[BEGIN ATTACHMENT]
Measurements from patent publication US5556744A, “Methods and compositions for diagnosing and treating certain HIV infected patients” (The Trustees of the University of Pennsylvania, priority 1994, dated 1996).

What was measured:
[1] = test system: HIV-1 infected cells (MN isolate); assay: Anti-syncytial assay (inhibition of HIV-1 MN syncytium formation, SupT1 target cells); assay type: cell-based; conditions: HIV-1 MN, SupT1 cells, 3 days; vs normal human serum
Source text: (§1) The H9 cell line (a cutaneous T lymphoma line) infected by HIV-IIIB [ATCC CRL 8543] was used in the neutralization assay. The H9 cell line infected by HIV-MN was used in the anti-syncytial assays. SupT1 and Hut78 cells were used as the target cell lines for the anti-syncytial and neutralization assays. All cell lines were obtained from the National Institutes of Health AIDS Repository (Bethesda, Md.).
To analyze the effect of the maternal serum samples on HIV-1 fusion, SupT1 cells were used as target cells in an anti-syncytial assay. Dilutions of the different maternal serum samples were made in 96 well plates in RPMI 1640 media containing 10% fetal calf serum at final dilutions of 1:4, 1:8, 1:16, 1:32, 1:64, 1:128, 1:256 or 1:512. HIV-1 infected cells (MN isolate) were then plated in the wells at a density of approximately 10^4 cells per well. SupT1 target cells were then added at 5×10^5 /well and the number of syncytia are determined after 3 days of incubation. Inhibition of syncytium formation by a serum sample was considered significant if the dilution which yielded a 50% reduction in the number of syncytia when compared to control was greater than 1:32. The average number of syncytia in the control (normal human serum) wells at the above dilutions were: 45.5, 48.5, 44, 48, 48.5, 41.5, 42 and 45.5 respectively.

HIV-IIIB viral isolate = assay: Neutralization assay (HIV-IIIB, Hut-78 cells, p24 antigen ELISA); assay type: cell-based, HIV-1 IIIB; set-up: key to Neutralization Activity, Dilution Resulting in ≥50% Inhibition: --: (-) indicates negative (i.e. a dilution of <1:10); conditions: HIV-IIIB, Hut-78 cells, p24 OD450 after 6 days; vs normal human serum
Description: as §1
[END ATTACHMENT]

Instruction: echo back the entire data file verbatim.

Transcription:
Measurements from patent publication US5556744A, “Methods and compositions for diagnosing and treating certain HIV infected patients” (The Trustees of the University of Pennsylvania, priority 1994, dated 1996).

What was measured:
[1] = test system: HIV-1 infected cells (MN isolate); assay: Anti-syncytial assay (inhibition of HIV-1 MN syncytium formation, SupT1 target cells); assay type: cell-based; conditions: HIV-1 MN, SupT1 cells, 3 days; vs normal human serum
Source text: (§1) The H9 cell line (a cutaneous T lymphoma line) infected by HIV-IIIB [ATCC CRL 8543] was used in the neutralization assay. The H9 cell line infected by HIV-MN was used in the anti-syncytial assays. SupT1 and Hut78 cells were used as the target cell lines for the anti-syncytial and neutralization assays. All cell lines were obtained from the National Institutes of Health AIDS Repository (Bethesda, Md.).
To analyze the effect of the maternal serum samples on HIV-1 fusion, SupT1 cells were used as target cells in an anti-syncytial assay. Dilutions of the different maternal serum samples were made in 96 well plates in RPMI 1640 media containing 10% fetal calf serum at final dilutions of 1:4, 1:8, 1:16, 1:32, 1:64, 1:128, 1:256 or 1:512. HIV-1 infected cells (MN isolate) were then plated in the wells at a density of approximately 10^4 cells per well. SupT1 target cells were then added at 5×10^5 /well and the number of syncytia are determined after 3 days of incubation. Inhibition of syncytium formation by a serum sample was considered significant if the dilution which yielded a 50% reduction in the number of syncytia when compared to control was greater than 1:32. The average number of syncytia in the control (normal human serum) wells at the above dilutions were: 45.5, 48.5, 44, 48, 48.5, 41.5, 42 and 45.5 respectively.

HIV-IIIB viral isolate = assay: Neutralization assay (HIV-IIIB, Hut-78 cells, p24 antigen ELISA); assay type: cell-based, HIV-1 IIIB; set-up: key to Neutralization Activity, Dilution Resulting in ≥50% Inhibition: --: (-) indicates negative (i.e. a dilution of <1:10); conditions: HIV-IIIB, Hut-78 cells, p24 OD450 after 6 days; vs normal human serum
Description: as §1